Ultimately it is about learning to slow down, tune in to yourself and sit with whatever arises – and to practice being OK with that. You may then find that this process helps you to become more in align with yourself again, to reflect on what you enjoy in life and improve your patience. If you feel more relaxed and patient its also likely you are in a better place to both support others and make decisions which feel more genuine, such as saying no when it feels right.

 Reality testing your fear…

Fear Courage Buttons Show Scary Or UnafraidWhilst to some people it might sound or feel frightening, learning to say no to the important people in our lives often results in a feeling of empowerment. We tend to build up our fears the longer they remain unchallenged to the extent where they feel overwhelming. By challenging them we can test out whether there is truth to the fears or if we have become accustomed to them.

It requires courage to knowingly do something which you feel uncomfortable or anxious about and whilst we might consider courage to be something possessed by hero’s we hold up as shining examples, the truth is much more accessible and is within us all.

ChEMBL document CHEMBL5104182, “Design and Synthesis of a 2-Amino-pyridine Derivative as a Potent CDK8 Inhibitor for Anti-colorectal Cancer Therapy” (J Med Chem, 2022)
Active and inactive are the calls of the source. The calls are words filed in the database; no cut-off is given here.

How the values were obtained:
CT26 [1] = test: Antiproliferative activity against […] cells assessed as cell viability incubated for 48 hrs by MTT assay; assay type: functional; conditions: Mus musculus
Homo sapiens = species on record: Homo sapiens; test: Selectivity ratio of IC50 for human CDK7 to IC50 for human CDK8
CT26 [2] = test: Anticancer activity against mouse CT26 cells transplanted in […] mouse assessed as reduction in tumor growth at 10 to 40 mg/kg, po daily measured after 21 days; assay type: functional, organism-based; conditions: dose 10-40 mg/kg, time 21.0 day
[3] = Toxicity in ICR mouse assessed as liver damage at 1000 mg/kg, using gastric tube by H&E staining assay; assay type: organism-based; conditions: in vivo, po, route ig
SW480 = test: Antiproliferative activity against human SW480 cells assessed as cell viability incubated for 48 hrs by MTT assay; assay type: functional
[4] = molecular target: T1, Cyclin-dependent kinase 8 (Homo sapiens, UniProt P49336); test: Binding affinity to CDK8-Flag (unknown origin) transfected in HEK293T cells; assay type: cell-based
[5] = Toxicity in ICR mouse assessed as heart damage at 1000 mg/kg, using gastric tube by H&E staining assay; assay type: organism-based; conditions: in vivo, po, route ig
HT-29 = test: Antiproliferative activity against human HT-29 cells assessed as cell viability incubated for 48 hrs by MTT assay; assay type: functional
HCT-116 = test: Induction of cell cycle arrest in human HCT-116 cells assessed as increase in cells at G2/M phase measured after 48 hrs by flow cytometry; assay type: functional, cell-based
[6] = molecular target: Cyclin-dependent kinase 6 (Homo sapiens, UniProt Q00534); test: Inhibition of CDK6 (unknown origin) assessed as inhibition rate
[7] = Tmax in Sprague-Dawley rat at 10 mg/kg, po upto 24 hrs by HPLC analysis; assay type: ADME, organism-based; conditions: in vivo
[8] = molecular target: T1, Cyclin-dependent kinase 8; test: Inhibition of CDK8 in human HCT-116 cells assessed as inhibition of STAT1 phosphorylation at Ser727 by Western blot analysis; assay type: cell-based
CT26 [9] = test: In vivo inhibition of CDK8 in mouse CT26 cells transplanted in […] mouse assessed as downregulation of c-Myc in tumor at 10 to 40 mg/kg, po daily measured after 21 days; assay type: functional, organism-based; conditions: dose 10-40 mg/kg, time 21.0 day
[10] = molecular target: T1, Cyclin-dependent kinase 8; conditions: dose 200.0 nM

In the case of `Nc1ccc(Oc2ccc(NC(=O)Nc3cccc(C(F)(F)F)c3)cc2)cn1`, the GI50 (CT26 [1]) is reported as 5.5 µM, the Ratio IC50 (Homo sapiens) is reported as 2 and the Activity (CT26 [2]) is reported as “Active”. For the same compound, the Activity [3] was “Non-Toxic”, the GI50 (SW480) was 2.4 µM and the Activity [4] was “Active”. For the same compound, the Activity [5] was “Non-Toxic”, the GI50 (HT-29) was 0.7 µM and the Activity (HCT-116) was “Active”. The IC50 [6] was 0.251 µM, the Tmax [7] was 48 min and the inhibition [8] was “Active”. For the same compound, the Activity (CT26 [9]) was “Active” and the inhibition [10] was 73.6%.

Courage is not the absence of fear, but the willingness to be afraid and act anyway. The next time you are asked something that you know on some level you don’t wish to do, whether it’s going out for a drink or helping out your colleague at the expense of your own work, could you try politely saying ‘no, i’m sorry, i can’t’? (You may wish to give a generic reason such as you have other plans or too much work on, you don’t need to justify your decision). Be aware that if they are not used to you saying no, they may suggest a reason why you should agree or try to convince you, but you need only remain polite, smile and repeat your reasoning.

Don’t beat yourself up if it doesn’t happen or you give in, remember to be patient and kind to yourself, it may just take a little practice to build up your confidence in following your values.  This is the essence of courage, to keep going and hoping in the presence of fear. Once you’ve said no to someone you may previously have found it too intimidating to refuse, and the reaction you get is by no means as bad as you had anticipated, you may well find that you feel empowered to have more control over your life in general.